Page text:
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Stem Cell Research : Stem Cells

Stem cells have several potential applications. Stem cells can be used to study development by helping us to understand how a complex organism develops from a fertilized egg. Some of the serious medical conditions such as cancer and birth defects which are lead by abnormal cell division and differentiation will have new therapy dealing with stem cell research. Stem cells have the ability to replace damaged cells and treat disease of extensive burns, leukemia (a cancer of blood forming tissues) and other blood disorders. Today, doctor use donated tissues and organs to replace damaged tissue, but the need for the tissues and organs far outweighs the available supply. With the stem cells, it can offer the enormous sources of replacement cells and tissues. Third, stem cells could be used to study disease. Today, scientists use stem cells to model disease processes in the laboratory to better understand what goes wrong in the disease genes. Finally, stem cells could provide a resource for testing new medical treatments. Lot of new medications could be tested on specialized cells from stem cell lines which can reduce the animal testing. For example, cancer cell lines are used to screen potential anti tumor drugs to see the effects on cells. Stem cells are mother cells that have potential to develop into a new different cell in the body. It can self-renew or multiply while developing into other types of cells, for example they can become cells of the blood, heart, bones, skin, muscles and brain. Stem cells were discovered in human cord blood in 1978, and in 1998, Thompson, from the University of Wisconsin, isolated cells from the inner cell mass of early embryos (early stage of an animal or person before it is born) and developed t… … middle of paper … …e cells from the synthetic retina had moved and integrated as it looked like normal mature rod cell after six weeks. Professor Ali says that it will take few years to implement this research within a human trial, but the team has already started working with human embryonic stem cells. I really wish this experiment works with human because blindness is the hardest thing to cure and it is really hard to find the eye donor. Doing this stem cell research, it reminded me of my grandmother when she had a stroke. She was really lucky because my grandfather found her very quickly, when she fainted from the stroke. The doctor said that she still has a chance of getting stroke again so she always has to be careful. If the stem cell research develops, my grandmother will be able to cure the stroke clearly and we won’t have to worry about her anymore going to hospital again.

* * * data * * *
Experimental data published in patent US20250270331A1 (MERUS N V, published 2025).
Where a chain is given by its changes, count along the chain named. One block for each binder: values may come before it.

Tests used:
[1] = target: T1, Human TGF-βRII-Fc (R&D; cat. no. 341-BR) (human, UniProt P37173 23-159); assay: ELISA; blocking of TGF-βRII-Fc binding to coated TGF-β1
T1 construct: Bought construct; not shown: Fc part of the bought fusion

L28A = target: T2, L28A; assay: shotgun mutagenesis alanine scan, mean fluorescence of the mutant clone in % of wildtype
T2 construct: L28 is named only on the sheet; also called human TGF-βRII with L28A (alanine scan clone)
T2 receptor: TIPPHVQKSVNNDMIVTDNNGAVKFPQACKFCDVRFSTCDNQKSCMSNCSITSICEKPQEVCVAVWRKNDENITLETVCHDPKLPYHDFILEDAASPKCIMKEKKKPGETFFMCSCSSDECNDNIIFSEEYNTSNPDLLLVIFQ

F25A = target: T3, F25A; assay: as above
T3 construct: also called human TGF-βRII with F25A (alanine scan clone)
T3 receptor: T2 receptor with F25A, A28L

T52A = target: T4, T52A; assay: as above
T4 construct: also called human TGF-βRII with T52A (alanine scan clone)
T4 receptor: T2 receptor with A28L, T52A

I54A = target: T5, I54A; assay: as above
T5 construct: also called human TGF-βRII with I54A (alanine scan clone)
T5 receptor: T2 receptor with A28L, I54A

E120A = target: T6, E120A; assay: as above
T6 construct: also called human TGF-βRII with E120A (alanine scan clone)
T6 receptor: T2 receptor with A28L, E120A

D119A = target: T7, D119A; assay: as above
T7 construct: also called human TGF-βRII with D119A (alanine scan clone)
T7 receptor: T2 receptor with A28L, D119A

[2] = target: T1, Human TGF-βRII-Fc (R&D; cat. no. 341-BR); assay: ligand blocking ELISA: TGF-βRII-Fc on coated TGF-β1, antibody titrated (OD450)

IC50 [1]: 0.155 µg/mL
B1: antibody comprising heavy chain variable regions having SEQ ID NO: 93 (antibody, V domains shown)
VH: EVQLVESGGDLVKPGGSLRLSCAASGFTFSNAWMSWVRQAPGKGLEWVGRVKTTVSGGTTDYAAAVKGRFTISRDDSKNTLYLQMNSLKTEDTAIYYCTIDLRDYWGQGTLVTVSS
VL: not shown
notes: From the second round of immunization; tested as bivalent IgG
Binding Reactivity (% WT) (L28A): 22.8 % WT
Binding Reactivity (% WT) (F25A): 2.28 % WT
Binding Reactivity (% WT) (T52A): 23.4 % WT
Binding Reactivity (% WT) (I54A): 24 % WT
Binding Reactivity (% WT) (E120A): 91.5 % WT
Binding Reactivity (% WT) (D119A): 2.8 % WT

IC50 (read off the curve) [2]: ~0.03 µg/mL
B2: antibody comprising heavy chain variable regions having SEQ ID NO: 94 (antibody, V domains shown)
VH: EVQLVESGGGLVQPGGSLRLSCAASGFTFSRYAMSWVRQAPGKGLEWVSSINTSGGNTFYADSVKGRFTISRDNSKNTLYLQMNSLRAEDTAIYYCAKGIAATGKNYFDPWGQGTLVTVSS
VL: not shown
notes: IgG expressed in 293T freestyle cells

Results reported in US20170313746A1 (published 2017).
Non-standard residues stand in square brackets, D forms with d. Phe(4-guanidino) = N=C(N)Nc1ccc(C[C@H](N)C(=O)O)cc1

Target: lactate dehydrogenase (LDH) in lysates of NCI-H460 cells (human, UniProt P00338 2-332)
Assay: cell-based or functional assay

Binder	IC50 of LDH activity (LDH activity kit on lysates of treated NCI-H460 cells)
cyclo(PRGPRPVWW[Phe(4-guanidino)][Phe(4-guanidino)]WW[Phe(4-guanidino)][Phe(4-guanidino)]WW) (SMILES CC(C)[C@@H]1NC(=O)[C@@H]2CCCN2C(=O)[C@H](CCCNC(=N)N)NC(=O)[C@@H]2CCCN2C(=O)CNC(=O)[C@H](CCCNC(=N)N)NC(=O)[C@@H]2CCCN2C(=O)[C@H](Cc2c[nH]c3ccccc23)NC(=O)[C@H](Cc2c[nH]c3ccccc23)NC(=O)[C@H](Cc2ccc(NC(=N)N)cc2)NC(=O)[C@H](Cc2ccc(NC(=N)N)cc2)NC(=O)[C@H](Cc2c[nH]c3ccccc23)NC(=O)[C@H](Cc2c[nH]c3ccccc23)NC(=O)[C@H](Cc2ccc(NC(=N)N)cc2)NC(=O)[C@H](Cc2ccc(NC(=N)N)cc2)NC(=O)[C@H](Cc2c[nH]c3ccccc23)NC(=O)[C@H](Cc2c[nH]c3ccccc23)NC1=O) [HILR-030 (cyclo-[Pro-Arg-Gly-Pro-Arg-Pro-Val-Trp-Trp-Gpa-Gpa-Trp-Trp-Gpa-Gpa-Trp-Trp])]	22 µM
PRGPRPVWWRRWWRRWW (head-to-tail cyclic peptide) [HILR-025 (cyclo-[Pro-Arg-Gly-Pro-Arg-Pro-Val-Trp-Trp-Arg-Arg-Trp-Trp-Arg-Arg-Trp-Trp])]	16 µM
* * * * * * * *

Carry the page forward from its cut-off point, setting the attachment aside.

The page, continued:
Stem Cell Research is Illegal, Immoral and Unnecessary

Stem Cell Research is Illegal, Immoral and Unnecessary

President Bush’s limited federal funding of research relying on the destruction of human embryos violates federal statutory law. Christians have grieved for many years over the assault on unborn human life set loose upon our nation by the Supreme Court’s Roe v. Wade decision. Even that decision, however, did not affect all areas of law where lawmakers seek to protect developing human life. Because they are not covered by the Court’s theory of reproductive privacy, human embryos outside the womb may be fully protected by law – and at least nine states have acted to protect these embryos from lethal experiments. In some states, destructive experimentation on human embryos is a felony.

Most Christians have grave concerns on this critically important issue of embryonic stem cell research. In our view, conducting research that relies on deliberate destruction of human embryos for their stem cells is illegal, immoral and unnecessary.

It is illegal because it violates an appropriations rider (the Dickey amendment) passed every year since 1995 by Congress. That provision forbids funding “research in which” human embryos (whether initially created for research purposes or not) are harmed or destroyed outside the womb.(1) National Institutes of Health guidelines approved by the Clinton Administration nonetheless give researchers detailed instructions on how to obtain human embryos for destructive cell harvesting, if they wish to qualify for federal grants in “human pluripotent stem cell research.”(2) Clearly, obtaining and destroying embryos is an integral part of this project, even if the specific act of destroying embryos does not directly receive federal funds. By i…

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…uman Severe Combined Immunodeficiency (SCID)-X1 Disease,” 288 Science 669-72 (28 April 2000).

16. K. Foss, “Paraplegic regains movement after cell procedure,” The Globe and Mail (Toronto), June 15, 2001 at A1.

17. E. Ryan et al., “Glycemic Outcome Post Islet Transplantation,” Abstract #33-LB, Annual Meeting of the American Diabetes Association, June 24, 2001. See:

18. M. McCullough, “Islet transplants offer hope that diabetes can be cured,” Philadelphia Inquirer, June 22, 2001 at A1.

19. D. Woodbury et al., “Adult Rat and Human Bone Marrow Stromal Cells Differentiate Into Neurons,” 61 J. of Neuroscience Research 364-70 (2000) at 364 (emphasis added).

20. D. Prockop, “Stem Cell Research Has Only Just Begun” (Letter), 293 Science 211-2 (13 July 2001)(citations omitted).

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